As I have at Christmastime in past years, I offer this week relatively few comments, with the hope that you will find time to read them these busy days or will find them interesting if you turn back to them after the holiday season. (Earlier columns are available on this website.)
Now, a thought which I have shared at the Christmas seasons in years past.
Whatever your religious beliefs, I believe the Christmas season every year should remind us to be grateful to the preacher named Jesus of Nazareth.
A simple foundation for a good and useful life can, I believe, be found in the words of Jesus of Nazareth:
‘Do unto others as you would have others do unto you.’”
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‘Do Unto Others’ Good Advice For Me;
Pelini ‘Firing’ Raised Questions From The Start
My reaction to the news that Cornhusker football Coach Bo Pelini had been “fired” should have made this veteran journalist skeptical from the start. It was one of those surprising stories which possibly, and perhaps very likely, had another story behind it.
Instead of being a skeptical journalist, I quickly criticized Athletic Director Shawn Eichorst’s reported fire-Pelini decision with the presumed approval of Chancellor Harvey Perlman.
I pointed out that Pelini’s Huskers had just beaten traditional foe Iowa and assured Pelini and the Huskers a seventh nine-victory season with a chance to go 10-3 with a win over Southern Cal in the Holiday Bowl.
As a veteran journalist, I should have remembered that when a major development in the news appears to lack a satisfactory explanation, the journalist should look for a story behind the story.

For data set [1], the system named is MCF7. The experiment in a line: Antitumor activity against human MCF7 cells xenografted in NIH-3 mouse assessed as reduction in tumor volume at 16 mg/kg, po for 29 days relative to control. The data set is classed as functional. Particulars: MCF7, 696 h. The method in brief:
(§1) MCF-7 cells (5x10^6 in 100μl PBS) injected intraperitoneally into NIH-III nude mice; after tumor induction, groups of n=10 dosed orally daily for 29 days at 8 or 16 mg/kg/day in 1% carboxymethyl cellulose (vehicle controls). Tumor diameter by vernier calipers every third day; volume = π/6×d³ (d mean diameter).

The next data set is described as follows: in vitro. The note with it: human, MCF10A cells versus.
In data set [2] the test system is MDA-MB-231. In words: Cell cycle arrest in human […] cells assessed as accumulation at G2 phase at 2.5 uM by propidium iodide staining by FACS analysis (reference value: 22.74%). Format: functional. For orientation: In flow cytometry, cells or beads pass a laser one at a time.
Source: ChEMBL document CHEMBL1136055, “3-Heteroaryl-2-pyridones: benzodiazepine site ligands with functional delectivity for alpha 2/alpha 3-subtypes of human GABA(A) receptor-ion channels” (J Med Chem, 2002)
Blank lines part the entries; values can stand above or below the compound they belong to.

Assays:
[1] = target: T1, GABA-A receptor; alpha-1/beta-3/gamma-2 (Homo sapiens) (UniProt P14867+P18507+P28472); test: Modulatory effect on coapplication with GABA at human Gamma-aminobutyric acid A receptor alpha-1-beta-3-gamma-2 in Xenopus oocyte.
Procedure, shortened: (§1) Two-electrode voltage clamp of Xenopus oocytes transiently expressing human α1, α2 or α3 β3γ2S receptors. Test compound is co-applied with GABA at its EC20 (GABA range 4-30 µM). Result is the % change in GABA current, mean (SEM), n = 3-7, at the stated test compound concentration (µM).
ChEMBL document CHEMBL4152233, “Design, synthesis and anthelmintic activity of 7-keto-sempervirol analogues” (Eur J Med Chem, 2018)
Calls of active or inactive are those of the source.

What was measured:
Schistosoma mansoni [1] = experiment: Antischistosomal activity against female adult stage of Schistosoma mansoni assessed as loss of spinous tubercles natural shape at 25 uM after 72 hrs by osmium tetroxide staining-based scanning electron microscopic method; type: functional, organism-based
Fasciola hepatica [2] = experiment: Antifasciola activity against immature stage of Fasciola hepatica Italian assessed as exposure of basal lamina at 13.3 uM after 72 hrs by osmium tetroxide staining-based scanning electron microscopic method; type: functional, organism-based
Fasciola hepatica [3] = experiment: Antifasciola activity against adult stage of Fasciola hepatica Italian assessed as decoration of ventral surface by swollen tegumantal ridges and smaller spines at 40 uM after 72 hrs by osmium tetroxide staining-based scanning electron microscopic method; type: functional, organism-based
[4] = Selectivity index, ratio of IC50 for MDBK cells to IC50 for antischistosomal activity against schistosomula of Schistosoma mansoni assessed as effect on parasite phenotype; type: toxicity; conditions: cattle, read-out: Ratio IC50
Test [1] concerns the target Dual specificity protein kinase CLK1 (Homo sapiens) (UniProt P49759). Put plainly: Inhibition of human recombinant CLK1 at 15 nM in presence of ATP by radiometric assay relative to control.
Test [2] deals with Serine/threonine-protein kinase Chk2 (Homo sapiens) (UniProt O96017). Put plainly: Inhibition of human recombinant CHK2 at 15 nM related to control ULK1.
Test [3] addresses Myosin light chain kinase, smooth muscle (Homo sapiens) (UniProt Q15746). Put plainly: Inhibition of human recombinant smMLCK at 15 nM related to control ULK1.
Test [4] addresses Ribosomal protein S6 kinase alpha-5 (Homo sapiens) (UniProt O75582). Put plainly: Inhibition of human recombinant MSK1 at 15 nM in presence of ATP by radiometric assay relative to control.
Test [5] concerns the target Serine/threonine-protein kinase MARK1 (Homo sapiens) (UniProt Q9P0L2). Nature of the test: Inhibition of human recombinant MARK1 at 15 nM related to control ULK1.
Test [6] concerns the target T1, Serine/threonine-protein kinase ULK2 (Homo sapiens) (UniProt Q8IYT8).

In this case, the story behind the story was that Pelini wasn’t fired in the customary sense but offered to leave a job in a state which he seemed to hate if he was paid as much as $7.9 million for what could be publicly represented as a breach of his contract.
The facts have come out, primarily because Pelini didn’t have the good sense to go quietly to Eichorst and say he wanted out of his contract (which Eichorst had extended, with a substantial pay boost, after Nebraska’s upset victory over Georgia in last year’s Gator Bowl).
With a very unhappy coach on their hands, Eichorst and Perlman reacted responsibly when they quickly agreed to Pelini’s request that he be freed from his contract even though it could cost $7.9 million or more for what Pelini could allege was a breach of contract.
But Pelini couldn’t resist talking, although not for the public record, about his desire to leave a job and a state where he was very unhappy. That word quickly got around, and it soon became clear (although not widely known to the public) that he was angrily fed up with Eichorst and Husker football fans and talk of conference championships and national championships as in years past.
So a deal was negotiated to get rid of a coach who wanted to be fired if the price was right.
I would say it was a bargain for the University of Nebraska, the Husker football program and the “Husker Nation” fans across the country.
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